Skip to comments.Seminar focuses on civil liberties: DC event takes on fears about freedom loss during time of war
Posted on 02/03/2003 11:39:51 PM PST by JohnHuang2
One of the most popular events at a conference hosted by the Conservative Political Action Committee, or CPAC, in Washington, D.C., focused on the topic, "Safeguarding Civil Liberties in a Time of War."
The weekend conference drew an estimated 4,000 participants, about half of whom were members of Young Americans for Freedom from all over the U.S.
The packed civil-liberties session was moderated by former Virginia Gov. James Gilmore, who chairs the Gilmore Commission on Domestic Response Capabilities to Terrorism. Others included former Georgia Rep. Bob Barr, Washington Times columnist Frank Gaffney, syndicated columnist Nat Hentoff and former Reagan official Victoria Toensing.
Gilmore, who also spoke on the subject at an evening banquet, vigorously supported constitutional protections, quoting Benjamin Franklin in stating that he who gives up liberty for security will lose both. He said that the majority of his commission had voted to bring in the U.S. military immediately upon any new terrorist events in the U.S., whereas he had urged that civilian authorities be the first to respond.
Barr, who now is working with the American Conservative Union Foundation, brought up the book "1984."
"Almost never in my life do I reread a book," said Barr, "but last summer I reread Orwell's classic.
"While going through an airport security control, I thought of how its chief character, Winston Smith, always was concerned about whether his tone of voice or eye contact or body language might give him away to the secret police. For me it would just be a time-consuming inconvenience if I were singled out, but I felt the similarities. Our government used to need 'probable cause' to arrest a person, but no longer."
Barr spoke of the "eroding fundamental foundations of the Bill of Rights," and how the founding fathers had stressed the importance of privacy over one's personal papers and documents.
"We are that close" to living under surveillance described in "1984," he said, urging everyone in the audience to read the book again.
Frank Gaffney argued of the danger of Wahhabi Muslims and described their inroads into the U.S. Muslim community. He said that Saddam wanted revenge upon America for what was done in Desert Storm. Gaffney said that "infringements upon our liberties were modest and entirely justified," and that we are "one catastrophic attack away from worse infringements upon our freedoms."
Barr got the most applause for his statements, until at the end of the session a military man in the audience promised that civil rights would be respected by American soldiers and urged the audience to "trust our military." His comments, too, received hearty applause.
Nat Hentoff noted that the Democratic National Committee was silent on these issues and that he "felt more at home here" discussing them. He started off quoting former Judge Louis Brandeis about the threat to liberty "from men of zeal, well meaning, but without understanding." He strongly criticized provisions of the PATRIOT Act and Homeland Security Act, typified by one prohibiting librarians from telling any person about any investigation of individual readers' book selections. He also criticized the invasion of computer privacy, pointing out that the war on terrorism could last for decades.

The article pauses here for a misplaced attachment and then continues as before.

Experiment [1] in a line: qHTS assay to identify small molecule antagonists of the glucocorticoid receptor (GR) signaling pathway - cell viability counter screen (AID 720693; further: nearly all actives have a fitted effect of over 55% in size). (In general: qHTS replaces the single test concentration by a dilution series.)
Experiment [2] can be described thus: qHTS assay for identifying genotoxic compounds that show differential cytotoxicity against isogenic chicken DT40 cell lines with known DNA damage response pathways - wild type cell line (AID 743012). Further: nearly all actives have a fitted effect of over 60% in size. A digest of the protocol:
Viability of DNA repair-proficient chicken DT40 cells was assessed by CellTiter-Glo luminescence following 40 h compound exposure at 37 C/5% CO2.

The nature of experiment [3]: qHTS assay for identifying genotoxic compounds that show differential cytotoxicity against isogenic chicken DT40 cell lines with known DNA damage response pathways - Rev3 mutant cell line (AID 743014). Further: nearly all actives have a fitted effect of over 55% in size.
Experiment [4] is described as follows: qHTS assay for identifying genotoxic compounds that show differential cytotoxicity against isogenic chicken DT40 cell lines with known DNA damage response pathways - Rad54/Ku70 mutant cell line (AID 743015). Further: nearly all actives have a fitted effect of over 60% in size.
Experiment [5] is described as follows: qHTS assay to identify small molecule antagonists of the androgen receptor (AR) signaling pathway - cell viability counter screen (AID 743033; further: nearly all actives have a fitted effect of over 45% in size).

Hentoff praised the Bill of Rights Defense Committees, which are springing up all over America, saying they were similar to the "committees of correspondence" formed prior to the American Revolution in the 1760s. The new committees ask local city councils to pass laws requiring their own police to alert municipal officials of federal police actions under the PATRIOT Act that affect local citizens. Gaffney strongly disagreed, criticizing the committees' actions as providing potential safe havens for terrorists.
Hentoff warned his listeners that even though Americans had in the past eventually recovered most of their freedoms after a war, it often took a long time. For example, Lincoln's suspension of the Writ of Habeas Corpus law was not regained until 1868, when it was finally declared illegal by the Supreme Court.
David Keene, president of the American Conservative Union which organizes the CPAC conferences had a year earlier expressed concern on the subject of constitutional freedoms during war. The New Republic quoted him about the previous year's conference as stating that few speakers or attendees showed much concern for the subject, but that he was concerned. This year, however, it was well debated.
In a straw poll of attendees, Attorney General John Ashcroft came in as the favorite Bush Cabinet member, with a 77 percent approval rating, followed by 62 percent for Secretary of State Colin Powell and 43 percent for Defense Secretary Donald Rumsfeld.
The session was followed by another, "What are we Fighting For?" led off by commentator Oliver North. North blasted the French, to wild applause, for not cooperating with Washington, declaring that "the only things they could do was make over-priced wine and lousy cars."
Every once in a while I can string a few words together that have meaning but nothing like the words put together for President Bush. Those beautiful words that he so eloquently delivered on Saturday have somehow been attributed to me.
Those in the military, by and large, were "educated" in the same government schools that afflicted nearly all of us. And which have become exactly what the Prussians of 150 years ago -- their intellectual sparks -- urged them to be: places of indoctrination to be "good," obedient, submissive citizens.
I wish I could believe him. I'm not counting on it.
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